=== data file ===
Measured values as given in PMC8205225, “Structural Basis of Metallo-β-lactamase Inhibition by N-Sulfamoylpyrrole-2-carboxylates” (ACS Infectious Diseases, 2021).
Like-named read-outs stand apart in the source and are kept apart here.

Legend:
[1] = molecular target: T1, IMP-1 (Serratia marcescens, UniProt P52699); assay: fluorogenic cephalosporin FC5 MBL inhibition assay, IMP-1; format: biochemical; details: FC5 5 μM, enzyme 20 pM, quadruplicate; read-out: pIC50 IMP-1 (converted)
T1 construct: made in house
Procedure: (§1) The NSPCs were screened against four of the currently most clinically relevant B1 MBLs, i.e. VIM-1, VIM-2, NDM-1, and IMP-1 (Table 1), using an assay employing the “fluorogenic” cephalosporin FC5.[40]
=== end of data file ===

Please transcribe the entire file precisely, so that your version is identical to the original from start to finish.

Measured values as given in PMC8205225, “Structural Basis of Metallo-β-lactamase Inhibition by N-Sulfamoylpyrrole-2-carboxylates” (ACS Infectious Diseases, 2021).
Like-named read-outs stand apart in the source and are kept apart here.

Legend:
[1] = molecular target: T1, IMP-1 (Serratia marcescens, UniProt P52699); assay: fluorogenic cephalosporin FC5 MBL inhibition assay, IMP-1; format: biochemical; details: FC5 5 μM, enzyme 20 pM, quadruplicate; read-out: pIC50 IMP-1 (converted)
T1 construct: made in house
Procedure: (§1) The NSPCs were screened against four of the currently most clinically relevant B1 MBLs, i.e. VIM-1, VIM-2, NDM-1, and IMP-1 (Table 1), using an assay employing the “fluorogenic” cephalosporin FC5.[40]